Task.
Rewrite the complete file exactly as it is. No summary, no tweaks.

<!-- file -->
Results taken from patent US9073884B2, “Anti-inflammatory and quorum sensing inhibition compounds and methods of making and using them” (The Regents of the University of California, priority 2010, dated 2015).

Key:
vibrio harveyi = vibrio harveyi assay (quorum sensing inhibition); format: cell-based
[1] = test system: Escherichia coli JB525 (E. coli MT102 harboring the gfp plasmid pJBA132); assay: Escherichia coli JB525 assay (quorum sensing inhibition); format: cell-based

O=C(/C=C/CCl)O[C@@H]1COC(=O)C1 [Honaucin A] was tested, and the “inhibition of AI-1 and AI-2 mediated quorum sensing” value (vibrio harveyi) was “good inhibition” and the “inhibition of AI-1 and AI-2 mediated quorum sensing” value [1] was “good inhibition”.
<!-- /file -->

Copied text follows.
Results taken from patent US9073884B2, “Anti-inflammatory and quorum sensing inhibition compounds and methods of making and using them” (The Regents of the University of California, priority 2010, dated 2015).

Key:
vibrio harveyi = vibrio harveyi assay (quorum sensing inhibition); format: cell-based
[1] = test system: Escherichia coli JB525 (E. coli MT102 harboring the gfp plasmid pJBA132); assay: Escherichia coli JB525 assay (quorum sensing inhibition); format: cell-based

O=C(/C=C/CCl)O[C@@H]1COC(=O)C1 [Honaucin A] was tested, and the “inhibition of AI-1 and AI-2 mediated quorum sensing” value (vibrio harveyi) was “good inhibition” and the “inhibition of AI-1 and AI-2 mediated quorum sensing” value [1] was “good inhibition”.